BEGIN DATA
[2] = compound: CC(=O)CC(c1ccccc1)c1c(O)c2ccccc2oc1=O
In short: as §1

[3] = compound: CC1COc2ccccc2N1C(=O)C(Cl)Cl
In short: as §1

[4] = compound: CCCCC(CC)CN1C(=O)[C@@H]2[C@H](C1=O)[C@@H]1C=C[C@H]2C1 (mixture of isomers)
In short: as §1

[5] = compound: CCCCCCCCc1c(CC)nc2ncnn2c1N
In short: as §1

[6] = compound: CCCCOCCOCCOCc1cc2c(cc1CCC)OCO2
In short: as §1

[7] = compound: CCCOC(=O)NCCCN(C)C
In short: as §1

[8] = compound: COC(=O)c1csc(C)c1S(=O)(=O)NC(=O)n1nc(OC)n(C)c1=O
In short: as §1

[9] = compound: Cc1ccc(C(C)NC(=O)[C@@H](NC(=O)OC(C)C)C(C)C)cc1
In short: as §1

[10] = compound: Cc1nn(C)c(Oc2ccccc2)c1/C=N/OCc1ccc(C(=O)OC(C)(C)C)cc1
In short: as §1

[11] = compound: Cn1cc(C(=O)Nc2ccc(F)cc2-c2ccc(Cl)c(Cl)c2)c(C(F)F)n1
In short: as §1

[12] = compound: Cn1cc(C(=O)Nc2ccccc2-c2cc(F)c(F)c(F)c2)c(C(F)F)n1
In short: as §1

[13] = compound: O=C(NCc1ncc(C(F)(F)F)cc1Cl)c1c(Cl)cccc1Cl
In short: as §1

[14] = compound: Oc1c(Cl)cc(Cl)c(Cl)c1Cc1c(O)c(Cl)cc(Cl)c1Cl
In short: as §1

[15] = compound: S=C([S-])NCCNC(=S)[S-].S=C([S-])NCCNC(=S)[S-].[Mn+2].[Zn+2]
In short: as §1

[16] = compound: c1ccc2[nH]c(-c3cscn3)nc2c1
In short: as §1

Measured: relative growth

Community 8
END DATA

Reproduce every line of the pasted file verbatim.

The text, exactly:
[2] = compound: CC(=O)CC(c1ccccc1)c1c(O)c2ccccc2oc1=O
In short: as §1

[3] = compound: CC1COc2ccccc2N1C(=O)C(Cl)Cl
In short: as §1

[4] = compound: CCCCC(CC)CN1C(=O)[C@@H]2[C@H](C1=O)[C@@H]1C=C[C@H]2C1 (mixture of isomers)
In short: as §1

[5] = compound: CCCCCCCCc1c(CC)nc2ncnn2c1N
In short: as §1

[6] = compound: CCCCOCCOCCOCc1cc2c(cc1CCC)OCO2
In short: as §1

[7] = compound: CCCOC(=O)NCCCN(C)C
In short: as §1

[8] = compound: COC(=O)c1csc(C)c1S(=O)(=O)NC(=O)n1nc(OC)n(C)c1=O
In short: as §1

[9] = compound: Cc1ccc(C(C)NC(=O)[C@@H](NC(=O)OC(C)C)C(C)C)cc1
In short: as §1

[10] = compound: Cc1nn(C)c(Oc2ccccc2)c1/C=N/OCc1ccc(C(=O)OC(C)(C)C)cc1
In short: as §1

[11] = compound: Cn1cc(C(=O)Nc2ccc(F)cc2-c2ccc(Cl)c(Cl)c2)c(C(F)F)n1
In short: as §1

[12] = compound: Cn1cc(C(=O)Nc2ccccc2-c2cc(F)c(F)c(F)c2)c(C(F)F)n1
In short: as §1

[13] = compound: O=C(NCc1ncc(C(F)(F)F)cc1Cl)c1c(Cl)cccc1Cl
In short: as §1

[14] = compound: Oc1c(Cl)cc(Cl)c(Cl)c1Cc1c(O)c(Cl)cc(Cl)c1Cl
In short: as §1

[15] = compound: S=C([S-])NCCNC(=S)[S-].S=C([S-])NCCNC(=S)[S-].[Mn+2].[Zn+2]
In short: as §1

[16] = compound: c1ccc2[nH]c(-c3cscn3)nc2c1
In short: as §1

Measured: relative growth

Community 8